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Suzanne Amey Genuine VO

10 vocal warm-ups for voiceover artists

Low on time? Got a big audition? Get your voice ready with these 10 simple steps!

We all know practice makes perfect, and that applies to voiceovers as well as anything else!  Because voiceover artists use our voices professionally it is essential to warm up before starting a practice session.  Warming up is especially important before an audition when nerves can get the best of us. Here are 10 foolproof warmups I use all the time. 

1) Deep breathing.  

Before beginning to phonate (or produce sounds), take ten slow deep breaths.  You don’t need to overthink it, just imagine the air going all the way into the bottom of your lungs and filling up your whole body.  You might see your abdomen go out a bit; that’s a good sign! It means you are breathing deeply! Breathing is the engine in the car of your voice: if you are not breathing efficiently, you will not get very far.

2) Lip trills

These are also called horse lips or buzzy lips: with your lips pressed gently together blow out your air while keeping your lips closed.  It should make a “pfffft” sound. If you don’t get it the first few times try using a little more breath. Doing this exercise engages your breath and it’s also fun!  

3) Lip trills – with pitch

Using the same technique as in warmup number 2, lip trill at the bottom of your range and go up.  Then try starting at the top of your range and go down. Combine the two for a minute or two. 

4) Reading out loud

Pick up the nearest book, newspaper, magazine, menu etc., open it to any page and start reading aloud.  This will serve two purposes – first to help warm up your vocal folds (or vocal chords) and also to build up your stamina for reading aloud for long periods.  This will be vital if you are in studio for many hours or recording an audiobook.

5) Face stretches

Scrunch up your face as small as possible, now release.  Repeat.

Stick your tongue out as far as possible and try to touch your chin and then your nose.  If you yawn that’s great – It means you are relaxing.

6) Tongue twisters

You can find these on any google search, but here are a few I like:

Any noise annoys an oyster, but a noisy noise annoys an oyster most.

Imagine an imaginary menagerie manager imagining managing an imaginary menagerie.

Practice each one 3 times.  For an extra level of difficulty, try one or two of these with a straw place horizontally between your front teeth.  Your pronunciation will improve in no time!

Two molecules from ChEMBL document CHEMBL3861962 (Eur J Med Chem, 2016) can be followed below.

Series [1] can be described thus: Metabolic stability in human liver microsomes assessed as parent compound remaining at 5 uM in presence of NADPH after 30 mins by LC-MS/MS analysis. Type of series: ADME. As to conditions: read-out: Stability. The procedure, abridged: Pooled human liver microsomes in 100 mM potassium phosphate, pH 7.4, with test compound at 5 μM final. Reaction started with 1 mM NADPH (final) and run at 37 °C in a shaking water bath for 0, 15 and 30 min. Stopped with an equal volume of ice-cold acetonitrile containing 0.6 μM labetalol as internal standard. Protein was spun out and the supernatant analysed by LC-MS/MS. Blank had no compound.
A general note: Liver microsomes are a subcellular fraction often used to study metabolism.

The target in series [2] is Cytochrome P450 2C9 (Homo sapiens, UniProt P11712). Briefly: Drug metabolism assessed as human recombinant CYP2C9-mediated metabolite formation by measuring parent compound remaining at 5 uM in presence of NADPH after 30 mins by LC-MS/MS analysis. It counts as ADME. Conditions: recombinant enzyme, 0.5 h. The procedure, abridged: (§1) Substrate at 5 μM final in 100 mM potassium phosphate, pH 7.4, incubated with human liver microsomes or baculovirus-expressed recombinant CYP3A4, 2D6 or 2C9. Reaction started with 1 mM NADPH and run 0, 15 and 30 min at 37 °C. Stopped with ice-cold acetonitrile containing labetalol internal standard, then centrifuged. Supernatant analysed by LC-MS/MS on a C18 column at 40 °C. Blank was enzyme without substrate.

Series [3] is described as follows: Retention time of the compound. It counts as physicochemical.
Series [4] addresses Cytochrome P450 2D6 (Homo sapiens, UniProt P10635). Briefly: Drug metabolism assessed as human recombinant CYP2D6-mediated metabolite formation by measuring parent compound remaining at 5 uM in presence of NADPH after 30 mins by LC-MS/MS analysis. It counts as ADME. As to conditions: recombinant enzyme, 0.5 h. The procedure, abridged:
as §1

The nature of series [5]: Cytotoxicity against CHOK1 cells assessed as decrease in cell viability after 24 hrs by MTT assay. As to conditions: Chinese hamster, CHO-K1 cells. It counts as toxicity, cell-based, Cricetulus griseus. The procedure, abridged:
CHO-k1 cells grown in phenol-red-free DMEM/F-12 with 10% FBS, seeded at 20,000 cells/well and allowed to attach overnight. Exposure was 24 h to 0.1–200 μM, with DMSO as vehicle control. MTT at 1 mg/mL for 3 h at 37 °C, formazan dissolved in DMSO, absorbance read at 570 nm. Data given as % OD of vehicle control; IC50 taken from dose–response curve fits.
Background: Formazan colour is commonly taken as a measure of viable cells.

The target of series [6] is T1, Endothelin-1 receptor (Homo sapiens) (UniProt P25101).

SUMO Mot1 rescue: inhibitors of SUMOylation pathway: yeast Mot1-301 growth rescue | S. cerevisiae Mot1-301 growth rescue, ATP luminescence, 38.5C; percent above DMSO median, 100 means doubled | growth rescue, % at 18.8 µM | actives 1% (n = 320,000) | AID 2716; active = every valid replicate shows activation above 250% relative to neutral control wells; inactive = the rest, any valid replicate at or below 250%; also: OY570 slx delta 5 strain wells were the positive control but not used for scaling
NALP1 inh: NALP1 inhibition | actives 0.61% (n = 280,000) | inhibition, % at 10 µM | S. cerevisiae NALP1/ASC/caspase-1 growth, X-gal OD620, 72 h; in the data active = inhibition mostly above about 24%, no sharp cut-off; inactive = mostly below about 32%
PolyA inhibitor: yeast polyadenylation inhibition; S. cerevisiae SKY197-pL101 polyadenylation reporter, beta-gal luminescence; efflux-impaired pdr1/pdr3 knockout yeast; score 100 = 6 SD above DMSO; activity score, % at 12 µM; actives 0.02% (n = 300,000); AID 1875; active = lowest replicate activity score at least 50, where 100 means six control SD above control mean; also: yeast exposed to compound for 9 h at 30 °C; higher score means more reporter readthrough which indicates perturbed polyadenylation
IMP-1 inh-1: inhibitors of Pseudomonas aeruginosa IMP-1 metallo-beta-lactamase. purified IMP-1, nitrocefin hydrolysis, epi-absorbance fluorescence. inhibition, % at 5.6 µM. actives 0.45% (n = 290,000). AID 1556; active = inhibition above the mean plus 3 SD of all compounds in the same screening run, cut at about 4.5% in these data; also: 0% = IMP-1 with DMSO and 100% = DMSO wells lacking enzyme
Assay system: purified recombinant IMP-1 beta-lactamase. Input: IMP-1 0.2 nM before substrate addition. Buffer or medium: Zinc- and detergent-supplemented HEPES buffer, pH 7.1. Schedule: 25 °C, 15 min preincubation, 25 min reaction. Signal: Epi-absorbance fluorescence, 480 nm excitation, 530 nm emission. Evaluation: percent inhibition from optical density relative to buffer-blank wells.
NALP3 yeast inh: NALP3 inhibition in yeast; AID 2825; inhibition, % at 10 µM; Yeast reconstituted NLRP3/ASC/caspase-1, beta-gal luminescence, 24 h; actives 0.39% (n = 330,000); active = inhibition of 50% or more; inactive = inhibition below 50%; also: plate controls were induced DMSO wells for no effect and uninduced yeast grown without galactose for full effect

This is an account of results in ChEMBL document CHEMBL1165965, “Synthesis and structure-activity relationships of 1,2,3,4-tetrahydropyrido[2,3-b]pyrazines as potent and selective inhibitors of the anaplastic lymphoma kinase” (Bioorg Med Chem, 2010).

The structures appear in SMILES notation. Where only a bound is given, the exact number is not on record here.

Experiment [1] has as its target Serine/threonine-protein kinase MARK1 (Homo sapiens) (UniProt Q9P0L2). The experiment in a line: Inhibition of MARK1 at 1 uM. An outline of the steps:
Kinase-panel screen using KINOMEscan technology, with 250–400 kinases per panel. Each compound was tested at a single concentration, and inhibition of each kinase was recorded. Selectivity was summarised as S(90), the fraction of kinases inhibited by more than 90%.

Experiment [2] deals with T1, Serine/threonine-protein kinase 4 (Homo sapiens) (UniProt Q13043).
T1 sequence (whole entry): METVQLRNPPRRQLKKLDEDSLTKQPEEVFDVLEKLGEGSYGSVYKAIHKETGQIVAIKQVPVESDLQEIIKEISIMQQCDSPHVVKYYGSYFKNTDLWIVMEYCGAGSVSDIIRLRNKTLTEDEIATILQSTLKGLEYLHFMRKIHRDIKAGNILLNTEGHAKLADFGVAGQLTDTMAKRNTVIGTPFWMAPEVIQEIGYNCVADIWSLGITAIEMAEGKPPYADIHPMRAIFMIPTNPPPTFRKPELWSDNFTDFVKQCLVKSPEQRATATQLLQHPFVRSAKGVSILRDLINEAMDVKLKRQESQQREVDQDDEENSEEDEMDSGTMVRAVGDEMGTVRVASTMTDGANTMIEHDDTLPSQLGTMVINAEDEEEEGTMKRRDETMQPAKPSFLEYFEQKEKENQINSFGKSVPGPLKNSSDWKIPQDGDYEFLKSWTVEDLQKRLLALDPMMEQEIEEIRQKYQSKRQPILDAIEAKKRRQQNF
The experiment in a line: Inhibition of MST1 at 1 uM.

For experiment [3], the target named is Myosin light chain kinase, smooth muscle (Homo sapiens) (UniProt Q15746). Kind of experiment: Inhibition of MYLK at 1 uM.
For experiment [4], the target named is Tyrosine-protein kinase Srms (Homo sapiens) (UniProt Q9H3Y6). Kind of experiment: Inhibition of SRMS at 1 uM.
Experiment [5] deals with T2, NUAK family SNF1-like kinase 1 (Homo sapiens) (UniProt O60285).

7) Consonants

Go through each consonant of the alphabet (b, c, d, f, g … to z) and add an “ah” sound after it.

Starting on “Bah,” say “Bah Bah Bah Bah” then do a triplet:  “Bah bah bah, Bah bah bah” then a quadruplet “Bah bah bah bah, Bah bah bah bah”

Move on to “Cah” (you can say “Ka” or “Sa”) and do the same pattern.

Progress through the alphabet until you reach “Zah”.

It doesn’t have to be perfect, the point is to warm up your articulators (which are more commonly known simply as your lips).

8) Humming

If you have training in music, you’ll understand what I mean when I recommend humming a scale or a pattern of five notes ascending and then descending.  If this last sentence made no sense to you, have no fear. Hum part of a song you know well, even if it’s just “happy birthday” or the national anthem. The purpose of doing this is to encourage the lubrication of the vocal folds (or vocal chords).  Do this for a few minutes and you will be almost totally warmed up for speaking.

9) Body warm-up

Turn your head from side to side two or three times.   Raise your arms above your head and swing them through their full range of motion.  Shrug your shoulders up and then release them. Lift your left leg as if you are about the step over an obstacle, then put it back down on the ground.  Now lift your right let and place it back on the ground. March in place with high knees for 20 seconds. Repeat several times.

10) Tongue relaxation

The tongue can hold a lot of tension in our day to day life, so take a moment in your vocal warmup to work on this.  It’s important with this exercise to be a little silly and not take yourself very seriously. Start with your mouth closed and prepare to make a “b” sound with your tongue behind your front teeth.  Open your mouth and stick out your tongue as far as possible while saying “bluh.” Repeat this several times and gently shake your head from side to side to release any tension in your neck and to make the exercise as silly as possible.  This is not meant to sound pretty, so have fun with it!

I hope you enjoyed reading my top 10 warmups!  I particularly like these ones because they are easy to remember and don’t require a lot of skill or knowledge about the voice and so they are unlikely to cause strain or vocal wear and tear.  Try one (or all) of them out and let me know if you use them!

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